Research Articles

Tense, aspect, mood and evidentiality in Sasak, eastern Indonesia

Author
  • Peter K. Austin

Abstract

The Sasak language is spoken on the island of Lombok (immediately east of Bali, Indonesia) by around 2.7 million speakers, roughly 85% of the population of Lombok, which was recorded as 3,169,050 in 2010. Sasak shows great internal variation, both geographical and social. Its complex linguistic ecology (Austin 2003) includes five ethnolinguistically named ‘dialects’ recognized by native speakers and named for the shibboleth terms for ‘like that-like this’ (i.e. Ngenó-ngené, Nggetó-nggeté, Menó-mené, Kutó-kuté, Meriaq-meriku). This paper is a preliminary outline of the expression of polarity, aspect, mood and evidentiality in the Sasak language spoken on the island of Lombok. It is based on analysis of elicited and textual materials from several Sasak varieties and illustrates the formal and semantic differences between them.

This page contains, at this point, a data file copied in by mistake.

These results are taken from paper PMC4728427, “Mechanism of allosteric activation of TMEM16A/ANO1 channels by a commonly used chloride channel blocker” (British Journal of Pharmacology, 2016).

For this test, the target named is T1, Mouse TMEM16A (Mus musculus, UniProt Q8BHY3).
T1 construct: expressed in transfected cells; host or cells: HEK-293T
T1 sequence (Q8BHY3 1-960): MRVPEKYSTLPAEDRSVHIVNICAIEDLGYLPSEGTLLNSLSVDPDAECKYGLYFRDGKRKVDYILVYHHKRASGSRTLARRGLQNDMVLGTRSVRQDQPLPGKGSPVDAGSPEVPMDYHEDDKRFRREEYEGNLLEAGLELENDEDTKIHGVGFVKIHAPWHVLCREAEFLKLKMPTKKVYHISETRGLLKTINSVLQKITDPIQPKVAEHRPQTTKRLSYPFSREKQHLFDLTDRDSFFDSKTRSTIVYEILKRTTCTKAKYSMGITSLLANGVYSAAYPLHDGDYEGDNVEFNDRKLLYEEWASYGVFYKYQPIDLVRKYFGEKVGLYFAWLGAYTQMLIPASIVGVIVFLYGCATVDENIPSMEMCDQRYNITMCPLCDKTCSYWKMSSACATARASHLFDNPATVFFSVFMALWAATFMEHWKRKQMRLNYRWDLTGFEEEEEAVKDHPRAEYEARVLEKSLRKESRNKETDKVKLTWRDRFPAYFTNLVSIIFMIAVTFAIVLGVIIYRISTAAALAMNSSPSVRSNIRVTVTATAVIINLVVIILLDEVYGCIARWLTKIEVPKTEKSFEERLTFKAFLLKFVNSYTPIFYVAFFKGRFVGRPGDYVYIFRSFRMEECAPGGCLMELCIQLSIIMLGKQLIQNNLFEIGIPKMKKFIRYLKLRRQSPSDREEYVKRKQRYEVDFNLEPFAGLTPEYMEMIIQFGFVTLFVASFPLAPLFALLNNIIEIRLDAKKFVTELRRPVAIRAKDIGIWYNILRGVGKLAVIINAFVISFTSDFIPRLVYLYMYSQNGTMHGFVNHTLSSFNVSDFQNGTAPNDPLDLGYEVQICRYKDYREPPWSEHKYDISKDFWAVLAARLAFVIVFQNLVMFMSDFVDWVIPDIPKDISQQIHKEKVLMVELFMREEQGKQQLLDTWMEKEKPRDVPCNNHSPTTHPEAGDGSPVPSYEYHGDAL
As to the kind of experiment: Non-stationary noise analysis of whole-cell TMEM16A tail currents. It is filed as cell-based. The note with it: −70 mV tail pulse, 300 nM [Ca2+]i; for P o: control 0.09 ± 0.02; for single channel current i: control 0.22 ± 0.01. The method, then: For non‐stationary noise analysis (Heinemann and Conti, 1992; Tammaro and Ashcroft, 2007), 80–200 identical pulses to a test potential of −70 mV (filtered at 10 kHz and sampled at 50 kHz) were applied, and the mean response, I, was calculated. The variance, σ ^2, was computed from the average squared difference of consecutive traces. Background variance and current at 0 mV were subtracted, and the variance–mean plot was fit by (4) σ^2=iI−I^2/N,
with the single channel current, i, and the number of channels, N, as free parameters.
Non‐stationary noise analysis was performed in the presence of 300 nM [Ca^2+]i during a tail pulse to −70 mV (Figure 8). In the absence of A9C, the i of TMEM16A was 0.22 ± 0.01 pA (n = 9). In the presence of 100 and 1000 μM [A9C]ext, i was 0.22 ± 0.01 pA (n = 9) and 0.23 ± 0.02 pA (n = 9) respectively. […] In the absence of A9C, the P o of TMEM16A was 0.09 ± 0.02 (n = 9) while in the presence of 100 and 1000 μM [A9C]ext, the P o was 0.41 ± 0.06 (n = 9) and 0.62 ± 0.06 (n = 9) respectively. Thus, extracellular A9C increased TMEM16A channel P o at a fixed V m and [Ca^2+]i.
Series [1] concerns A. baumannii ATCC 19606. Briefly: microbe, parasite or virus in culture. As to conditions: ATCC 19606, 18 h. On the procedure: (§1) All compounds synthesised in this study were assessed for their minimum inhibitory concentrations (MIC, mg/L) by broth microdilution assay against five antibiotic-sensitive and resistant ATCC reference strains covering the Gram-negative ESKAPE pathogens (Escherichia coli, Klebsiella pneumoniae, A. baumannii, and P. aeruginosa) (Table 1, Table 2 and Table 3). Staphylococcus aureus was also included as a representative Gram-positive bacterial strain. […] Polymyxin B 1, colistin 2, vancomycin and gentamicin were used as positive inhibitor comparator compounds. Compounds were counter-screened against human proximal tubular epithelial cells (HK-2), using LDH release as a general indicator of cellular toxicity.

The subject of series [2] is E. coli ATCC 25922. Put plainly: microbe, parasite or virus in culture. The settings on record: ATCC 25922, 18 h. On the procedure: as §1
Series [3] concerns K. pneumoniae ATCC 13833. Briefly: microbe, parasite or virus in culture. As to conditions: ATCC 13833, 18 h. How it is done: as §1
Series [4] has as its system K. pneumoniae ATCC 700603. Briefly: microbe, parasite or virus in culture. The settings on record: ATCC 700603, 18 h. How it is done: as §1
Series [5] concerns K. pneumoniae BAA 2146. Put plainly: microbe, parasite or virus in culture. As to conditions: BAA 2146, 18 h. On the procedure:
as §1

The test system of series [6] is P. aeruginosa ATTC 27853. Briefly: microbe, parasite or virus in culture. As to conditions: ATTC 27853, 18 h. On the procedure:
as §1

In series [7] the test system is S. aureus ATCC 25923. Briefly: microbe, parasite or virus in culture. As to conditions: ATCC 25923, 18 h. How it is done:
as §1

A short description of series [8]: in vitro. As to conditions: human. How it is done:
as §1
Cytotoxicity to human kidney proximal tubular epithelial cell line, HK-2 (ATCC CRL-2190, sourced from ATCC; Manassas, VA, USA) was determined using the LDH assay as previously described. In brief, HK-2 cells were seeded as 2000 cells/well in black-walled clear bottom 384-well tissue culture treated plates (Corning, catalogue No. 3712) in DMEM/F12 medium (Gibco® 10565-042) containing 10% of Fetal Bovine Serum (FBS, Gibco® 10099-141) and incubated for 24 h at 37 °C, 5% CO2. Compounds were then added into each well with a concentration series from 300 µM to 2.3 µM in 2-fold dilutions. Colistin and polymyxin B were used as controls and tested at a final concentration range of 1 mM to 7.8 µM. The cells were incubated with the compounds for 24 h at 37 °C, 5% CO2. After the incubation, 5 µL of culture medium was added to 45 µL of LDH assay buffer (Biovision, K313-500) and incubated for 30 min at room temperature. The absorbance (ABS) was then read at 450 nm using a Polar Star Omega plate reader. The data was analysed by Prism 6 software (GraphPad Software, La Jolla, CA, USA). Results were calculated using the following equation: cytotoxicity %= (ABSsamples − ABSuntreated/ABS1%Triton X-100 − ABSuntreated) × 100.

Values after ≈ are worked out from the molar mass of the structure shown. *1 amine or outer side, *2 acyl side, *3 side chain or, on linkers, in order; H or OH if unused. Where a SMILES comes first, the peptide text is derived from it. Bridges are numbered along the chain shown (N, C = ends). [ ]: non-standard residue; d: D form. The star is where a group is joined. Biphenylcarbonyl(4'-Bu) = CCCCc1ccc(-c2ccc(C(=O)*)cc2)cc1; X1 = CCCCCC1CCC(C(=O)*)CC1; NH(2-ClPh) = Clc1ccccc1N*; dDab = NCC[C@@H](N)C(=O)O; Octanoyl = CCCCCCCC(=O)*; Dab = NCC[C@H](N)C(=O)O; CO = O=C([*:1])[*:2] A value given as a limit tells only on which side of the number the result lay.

Keywords: Sasak, Lombok, Indonesia, dialects, polarity, aspect, mood, evidentiality

How to Cite:

Austin, P., (2012) “Tense, aspect, mood and evidentiality in Sasak, eastern Indonesia”, Language Documentation and Description 11, 231-251. doi: https://doi.org/10.25894/ldd182

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Published on
31 Jul 2012
Peer Reviewed